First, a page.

388 F2d 312 Western Pacific Railroad Company v. United States

388 F.2d 312

WESTERN PACIFIC RAILROAD COMPANY
v.
The UNITED STATES.

No. 327-61.

United States Court of Claims.

December 15, 1967.

Raymond A. Negus, Washington, D.C., for plaintiff; Lawrence Cake, Washington, D.C., attorney of record. John Guandolo, Washington, D.C., of counsel.

John C. Ranney, Washington, D.C., with whom was Acting Asst. Atty. Gen. Carl Eardley, for defendant.

Before COWEN, Chief Judge, LARAMORE, DURFEE, DAVIS, COLLINS, SKELTON and NICHOLS, Judges.

OPINION

PER CURIAM:

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1

This case was referred to Trial Commissioner Richard Arens with directions to make findings of fact and recommendation for conclusions of law. The commissioner has done so in a report and opinion filed on October 21, 1966. Exceptions to the commissioner's findings and recommended conclusion of law were filed by the plaintiff, and the case has been submitted to the court on oral argument of counsel and the briefs of the parties. Since the court is in agreement with the opinion and recommendation of the commissioner, with modifications, it hereby adopts the same, as modified, as the basis for its judgment in this case, as hereinafter set forth. Plaintiff is, therefore, entitled to recover and judgment is entered for plaintiff in the sum of nine hundred fifty-two dollars and thirty-nine cents ($952.39).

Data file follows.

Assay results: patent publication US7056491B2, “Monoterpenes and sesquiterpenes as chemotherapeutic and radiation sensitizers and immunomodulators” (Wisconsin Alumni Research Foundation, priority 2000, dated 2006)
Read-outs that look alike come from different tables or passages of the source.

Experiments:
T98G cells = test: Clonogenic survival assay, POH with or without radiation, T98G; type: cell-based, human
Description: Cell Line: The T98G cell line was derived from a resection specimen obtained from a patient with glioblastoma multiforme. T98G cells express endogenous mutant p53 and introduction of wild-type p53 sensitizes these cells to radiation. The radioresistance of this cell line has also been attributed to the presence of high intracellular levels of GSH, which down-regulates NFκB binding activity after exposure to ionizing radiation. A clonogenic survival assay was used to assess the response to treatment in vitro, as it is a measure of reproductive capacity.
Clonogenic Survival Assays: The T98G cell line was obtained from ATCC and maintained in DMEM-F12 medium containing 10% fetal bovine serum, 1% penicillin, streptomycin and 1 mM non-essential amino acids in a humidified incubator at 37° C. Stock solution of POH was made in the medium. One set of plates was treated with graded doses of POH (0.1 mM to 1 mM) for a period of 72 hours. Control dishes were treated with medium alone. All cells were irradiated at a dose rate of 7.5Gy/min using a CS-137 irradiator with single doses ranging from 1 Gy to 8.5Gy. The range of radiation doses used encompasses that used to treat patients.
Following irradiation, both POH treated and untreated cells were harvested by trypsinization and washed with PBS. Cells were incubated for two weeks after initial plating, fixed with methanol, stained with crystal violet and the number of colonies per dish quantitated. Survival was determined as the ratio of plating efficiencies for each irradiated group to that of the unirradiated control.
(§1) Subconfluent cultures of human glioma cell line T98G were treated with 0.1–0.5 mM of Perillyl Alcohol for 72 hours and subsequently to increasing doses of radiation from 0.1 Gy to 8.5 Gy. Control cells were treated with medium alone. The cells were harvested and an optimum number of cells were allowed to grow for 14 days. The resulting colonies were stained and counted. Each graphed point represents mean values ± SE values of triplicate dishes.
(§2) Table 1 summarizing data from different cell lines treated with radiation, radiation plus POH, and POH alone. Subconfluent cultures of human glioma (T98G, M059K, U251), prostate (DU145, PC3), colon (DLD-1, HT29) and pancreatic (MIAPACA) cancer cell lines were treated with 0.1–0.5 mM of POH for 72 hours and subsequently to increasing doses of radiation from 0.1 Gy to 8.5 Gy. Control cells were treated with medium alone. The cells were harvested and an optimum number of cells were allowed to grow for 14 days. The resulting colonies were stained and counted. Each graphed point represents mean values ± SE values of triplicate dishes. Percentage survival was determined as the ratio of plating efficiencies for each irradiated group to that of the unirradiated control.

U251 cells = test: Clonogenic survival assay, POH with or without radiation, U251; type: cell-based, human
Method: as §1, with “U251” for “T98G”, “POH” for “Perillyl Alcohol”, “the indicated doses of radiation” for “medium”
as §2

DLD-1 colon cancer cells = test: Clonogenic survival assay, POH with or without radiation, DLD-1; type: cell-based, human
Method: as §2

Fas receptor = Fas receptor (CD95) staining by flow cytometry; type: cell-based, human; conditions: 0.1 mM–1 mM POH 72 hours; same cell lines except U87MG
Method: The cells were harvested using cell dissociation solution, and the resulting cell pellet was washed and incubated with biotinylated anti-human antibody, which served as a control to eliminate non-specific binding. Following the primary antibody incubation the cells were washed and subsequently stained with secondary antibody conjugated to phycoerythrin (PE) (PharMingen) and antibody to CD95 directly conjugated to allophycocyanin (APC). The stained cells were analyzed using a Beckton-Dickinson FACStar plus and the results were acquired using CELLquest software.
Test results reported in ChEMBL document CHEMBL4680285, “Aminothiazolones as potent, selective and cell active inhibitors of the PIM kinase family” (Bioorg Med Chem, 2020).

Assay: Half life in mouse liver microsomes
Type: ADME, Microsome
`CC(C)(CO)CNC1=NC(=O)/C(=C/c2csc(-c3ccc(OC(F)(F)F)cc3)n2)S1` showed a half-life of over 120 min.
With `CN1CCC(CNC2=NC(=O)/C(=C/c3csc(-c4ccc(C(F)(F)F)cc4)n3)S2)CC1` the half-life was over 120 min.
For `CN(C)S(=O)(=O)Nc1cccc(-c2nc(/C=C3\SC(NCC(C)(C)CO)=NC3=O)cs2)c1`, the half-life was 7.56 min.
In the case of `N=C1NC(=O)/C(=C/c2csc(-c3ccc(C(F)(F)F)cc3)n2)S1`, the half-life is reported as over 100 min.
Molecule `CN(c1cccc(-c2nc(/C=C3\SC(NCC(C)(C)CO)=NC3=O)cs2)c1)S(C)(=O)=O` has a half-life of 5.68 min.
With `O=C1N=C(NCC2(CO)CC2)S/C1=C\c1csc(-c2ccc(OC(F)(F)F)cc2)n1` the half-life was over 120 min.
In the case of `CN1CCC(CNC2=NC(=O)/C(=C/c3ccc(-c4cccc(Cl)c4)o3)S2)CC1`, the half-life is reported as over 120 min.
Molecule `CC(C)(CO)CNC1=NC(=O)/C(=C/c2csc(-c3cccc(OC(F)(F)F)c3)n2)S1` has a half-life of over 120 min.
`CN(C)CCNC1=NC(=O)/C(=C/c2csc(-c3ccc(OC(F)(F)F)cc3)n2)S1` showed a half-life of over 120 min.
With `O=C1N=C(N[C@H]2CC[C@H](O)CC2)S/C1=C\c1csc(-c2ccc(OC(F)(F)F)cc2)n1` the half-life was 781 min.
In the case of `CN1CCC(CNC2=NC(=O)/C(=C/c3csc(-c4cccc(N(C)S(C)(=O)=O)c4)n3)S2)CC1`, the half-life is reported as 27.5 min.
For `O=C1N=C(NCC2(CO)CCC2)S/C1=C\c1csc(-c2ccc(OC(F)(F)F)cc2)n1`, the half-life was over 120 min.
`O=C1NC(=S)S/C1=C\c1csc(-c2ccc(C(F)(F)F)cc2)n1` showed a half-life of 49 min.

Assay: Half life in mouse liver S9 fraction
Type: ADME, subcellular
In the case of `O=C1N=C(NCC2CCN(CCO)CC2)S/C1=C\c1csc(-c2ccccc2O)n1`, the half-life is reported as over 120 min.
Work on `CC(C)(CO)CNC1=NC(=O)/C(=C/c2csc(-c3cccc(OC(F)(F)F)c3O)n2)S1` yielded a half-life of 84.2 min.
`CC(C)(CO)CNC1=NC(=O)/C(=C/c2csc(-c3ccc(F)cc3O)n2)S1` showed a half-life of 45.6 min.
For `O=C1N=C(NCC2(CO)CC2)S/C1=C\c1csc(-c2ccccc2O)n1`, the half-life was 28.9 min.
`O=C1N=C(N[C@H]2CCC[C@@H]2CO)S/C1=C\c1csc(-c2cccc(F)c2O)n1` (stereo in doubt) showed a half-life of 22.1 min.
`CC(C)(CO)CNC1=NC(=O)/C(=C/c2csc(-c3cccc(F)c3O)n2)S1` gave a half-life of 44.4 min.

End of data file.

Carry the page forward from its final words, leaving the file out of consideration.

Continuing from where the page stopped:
2

Commissioner Arens' opinion, as modified by the court, is as follows:

3

The issue to be resolved in this case is the proper freight charges to be assessed against seven shipments of truck mounted cranes which plaintiff transported at the request of defendant from 1953 to 1958 under Government bills of lading from various points of origin in the United States to destination points on plaintiff's lines for exportation overseas.

4

Six of the shipments were truck mounted revolving cranes, which plaintiff contends should be charged at the commodity rates provided under the listing "Cranes, revolving, mounted on automobile truck or trailer truck" in Item No. 6665 of Trans-Continental Freight Bureau Westbound Tariff 1-G, which reads in pertinent part as follows:

5

  ------------------------------------------------------------------------------------------
     Item  |     Subject        |                        Application
  ---------|--------------------|-----------------------------------------------------------
      315  | Rates on Export    | "In the absence of export rates in Section 1 of TCFB
           |  Traffic.          |   Export Tariff 29 * * * the rates to: (Various
           |                    |   cities) on traffic destined to and consigned
           |                    |   through to West Coast of Mexico, West Coast of
           |                    |   Central America, West Coast of South America,